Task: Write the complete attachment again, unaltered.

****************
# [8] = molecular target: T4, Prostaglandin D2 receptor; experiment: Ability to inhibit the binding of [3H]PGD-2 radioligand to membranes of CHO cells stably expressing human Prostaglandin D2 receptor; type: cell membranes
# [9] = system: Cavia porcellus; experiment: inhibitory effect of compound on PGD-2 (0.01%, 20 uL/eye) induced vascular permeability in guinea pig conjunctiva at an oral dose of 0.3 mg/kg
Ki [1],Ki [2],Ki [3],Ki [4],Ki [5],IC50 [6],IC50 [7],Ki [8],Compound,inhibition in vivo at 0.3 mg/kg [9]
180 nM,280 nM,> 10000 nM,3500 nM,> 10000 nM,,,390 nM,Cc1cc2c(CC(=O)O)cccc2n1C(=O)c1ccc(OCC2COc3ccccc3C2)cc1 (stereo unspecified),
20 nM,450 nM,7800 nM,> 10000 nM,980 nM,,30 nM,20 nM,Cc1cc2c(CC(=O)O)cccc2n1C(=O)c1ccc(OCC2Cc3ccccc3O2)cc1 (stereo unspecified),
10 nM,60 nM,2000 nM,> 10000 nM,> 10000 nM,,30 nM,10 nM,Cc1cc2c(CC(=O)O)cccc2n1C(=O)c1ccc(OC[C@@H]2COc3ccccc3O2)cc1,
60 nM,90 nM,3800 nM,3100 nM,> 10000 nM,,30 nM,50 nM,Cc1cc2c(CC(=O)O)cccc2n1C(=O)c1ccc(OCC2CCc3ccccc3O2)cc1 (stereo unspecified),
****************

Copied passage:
# [8] = molecular target: T4, Prostaglandin D2 receptor; experiment: Ability to inhibit the binding of [3H]PGD-2 radioligand to membranes of CHO cells stably expressing human Prostaglandin D2 receptor; type: cell membranes
# [9] = system: Cavia porcellus; experiment: inhibitory effect of compound on PGD-2 (0.01%, 20 uL/eye) induced vascular permeability in guinea pig conjunctiva at an oral dose of 0.3 mg/kg
Ki [1],Ki [2],Ki [3],Ki [4],Ki [5],IC50 [6],IC50 [7],Ki [8],Compound,inhibition in vivo at 0.3 mg/kg [9]
180 nM,280 nM,> 10000 nM,3500 nM,> 10000 nM,,,390 nM,Cc1cc2c(CC(=O)O)cccc2n1C(=O)c1ccc(OCC2COc3ccccc3C2)cc1 (stereo unspecified),
20 nM,450 nM,7800 nM,> 10000 nM,980 nM,,30 nM,20 nM,Cc1cc2c(CC(=O)O)cccc2n1C(=O)c1ccc(OCC2Cc3ccccc3O2)cc1 (stereo unspecified),
10 nM,60 nM,2000 nM,> 10000 nM,> 10000 nM,,30 nM,10 nM,Cc1cc2c(CC(=O)O)cccc2n1C(=O)c1ccc(OC[C@@H]2COc3ccccc3O2)cc1,
60 nM,90 nM,3800 nM,3100 nM,> 10000 nM,,30 nM,50 nM,Cc1cc2c(CC(=O)O)cccc2n1C(=O)c1ccc(OCC2CCc3ccccc3O2)cc1 (stereo unspecified),